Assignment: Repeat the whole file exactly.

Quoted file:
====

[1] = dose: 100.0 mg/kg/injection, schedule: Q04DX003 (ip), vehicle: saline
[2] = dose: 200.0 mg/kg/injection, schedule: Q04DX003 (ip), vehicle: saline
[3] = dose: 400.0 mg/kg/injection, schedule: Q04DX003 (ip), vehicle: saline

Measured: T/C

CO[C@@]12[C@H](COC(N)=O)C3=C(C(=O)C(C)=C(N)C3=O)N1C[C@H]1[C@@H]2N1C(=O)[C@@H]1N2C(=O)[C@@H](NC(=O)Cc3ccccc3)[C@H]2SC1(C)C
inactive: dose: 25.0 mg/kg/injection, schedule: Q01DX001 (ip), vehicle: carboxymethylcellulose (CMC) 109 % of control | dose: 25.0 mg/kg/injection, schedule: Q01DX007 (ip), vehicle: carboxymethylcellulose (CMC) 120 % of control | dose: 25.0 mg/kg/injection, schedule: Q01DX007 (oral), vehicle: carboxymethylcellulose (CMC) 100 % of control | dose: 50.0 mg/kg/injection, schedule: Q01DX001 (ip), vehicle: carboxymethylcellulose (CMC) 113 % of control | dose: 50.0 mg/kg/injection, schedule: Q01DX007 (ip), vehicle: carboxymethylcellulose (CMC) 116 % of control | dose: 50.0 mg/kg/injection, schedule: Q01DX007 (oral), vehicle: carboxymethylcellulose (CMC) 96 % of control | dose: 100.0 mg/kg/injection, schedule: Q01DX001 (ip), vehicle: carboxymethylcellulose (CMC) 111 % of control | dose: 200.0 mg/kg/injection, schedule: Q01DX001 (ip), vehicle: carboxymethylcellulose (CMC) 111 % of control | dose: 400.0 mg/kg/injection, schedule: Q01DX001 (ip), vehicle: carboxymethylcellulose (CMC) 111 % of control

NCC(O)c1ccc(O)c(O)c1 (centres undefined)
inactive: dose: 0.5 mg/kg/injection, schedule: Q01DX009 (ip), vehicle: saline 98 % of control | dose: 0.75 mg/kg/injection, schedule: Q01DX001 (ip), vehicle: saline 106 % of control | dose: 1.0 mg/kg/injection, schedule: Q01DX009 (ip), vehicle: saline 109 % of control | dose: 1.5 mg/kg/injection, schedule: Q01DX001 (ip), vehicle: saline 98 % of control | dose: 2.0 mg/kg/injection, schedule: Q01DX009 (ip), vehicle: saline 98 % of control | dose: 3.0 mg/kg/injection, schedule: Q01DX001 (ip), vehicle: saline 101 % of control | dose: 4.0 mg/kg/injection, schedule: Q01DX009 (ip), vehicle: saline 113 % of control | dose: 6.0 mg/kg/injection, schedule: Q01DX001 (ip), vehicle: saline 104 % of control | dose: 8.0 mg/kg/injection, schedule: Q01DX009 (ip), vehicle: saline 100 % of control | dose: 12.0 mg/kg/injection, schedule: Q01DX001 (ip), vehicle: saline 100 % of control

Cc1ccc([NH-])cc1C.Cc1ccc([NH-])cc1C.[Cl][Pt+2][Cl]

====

[1] = dose: 100.0 mg/kg/injection, schedule: Q04DX003 (ip), vehicle: saline
[2] = dose: 200.0 mg/kg/injection, schedule: Q04DX003 (ip), vehicle: saline
[3] = dose: 400.0 mg/kg/injection, schedule: Q04DX003 (ip), vehicle: saline

Measured: T/C

CO[C@@]12[C@H](COC(N)=O)C3=C(C(=O)C(C)=C(N)C3=O)N1C[C@H]1[C@@H]2N1C(=O)[C@@H]1N2C(=O)[C@@H](NC(=O)Cc3ccccc3)[C@H]2SC1(C)C
inactive: dose: 25.0 mg/kg/injection, schedule: Q01DX001 (ip), vehicle: carboxymethylcellulose (CMC) 109 % of control | dose: 25.0 mg/kg/injection, schedule: Q01DX007 (ip), vehicle: carboxymethylcellulose (CMC) 120 % of control | dose: 25.0 mg/kg/injection, schedule: Q01DX007 (oral), vehicle: carboxymethylcellulose (CMC) 100 % of control | dose: 50.0 mg/kg/injection, schedule: Q01DX001 (ip), vehicle: carboxymethylcellulose (CMC) 113 % of control | dose: 50.0 mg/kg/injection, schedule: Q01DX007 (ip), vehicle: carboxymethylcellulose (CMC) 116 % of control | dose: 50.0 mg/kg/injection, schedule: Q01DX007 (oral), vehicle: carboxymethylcellulose (CMC) 96 % of control | dose: 100.0 mg/kg/injection, schedule: Q01DX001 (ip), vehicle: carboxymethylcellulose (CMC) 111 % of control | dose: 200.0 mg/kg/injection, schedule: Q01DX001 (ip), vehicle: carboxymethylcellulose (CMC) 111 % of control | dose: 400.0 mg/kg/injection, schedule: Q01DX001 (ip), vehicle: carboxymethylcellulose (CMC) 111 % of control

NCC(O)c1ccc(O)c(O)c1 (centres undefined)
inactive: dose: 0.5 mg/kg/injection, schedule: Q01DX009 (ip), vehicle: saline 98 % of control | dose: 0.75 mg/kg/injection, schedule: Q01DX001 (ip), vehicle: saline 106 % of control | dose: 1.0 mg/kg/injection, schedule: Q01DX009 (ip), vehicle: saline 109 % of control | dose: 1.5 mg/kg/injection, schedule: Q01DX001 (ip), vehicle: saline 98 % of control | dose: 2.0 mg/kg/injection, schedule: Q01DX009 (ip), vehicle: saline 98 % of control | dose: 3.0 mg/kg/injection, schedule: Q01DX001 (ip), vehicle: saline 101 % of control | dose: 4.0 mg/kg/injection, schedule: Q01DX009 (ip), vehicle: saline 113 % of control | dose: 6.0 mg/kg/injection, schedule: Q01DX001 (ip), vehicle: saline 104 % of control | dose: 8.0 mg/kg/injection, schedule: Q01DX009 (ip), vehicle: saline 100 % of control | dose: 12.0 mg/kg/injection, schedule: Q01DX001 (ip), vehicle: saline 100 % of control

Cc1ccc([NH-])cc1C.Cc1ccc([NH-])cc1C.[Cl][Pt+2][Cl]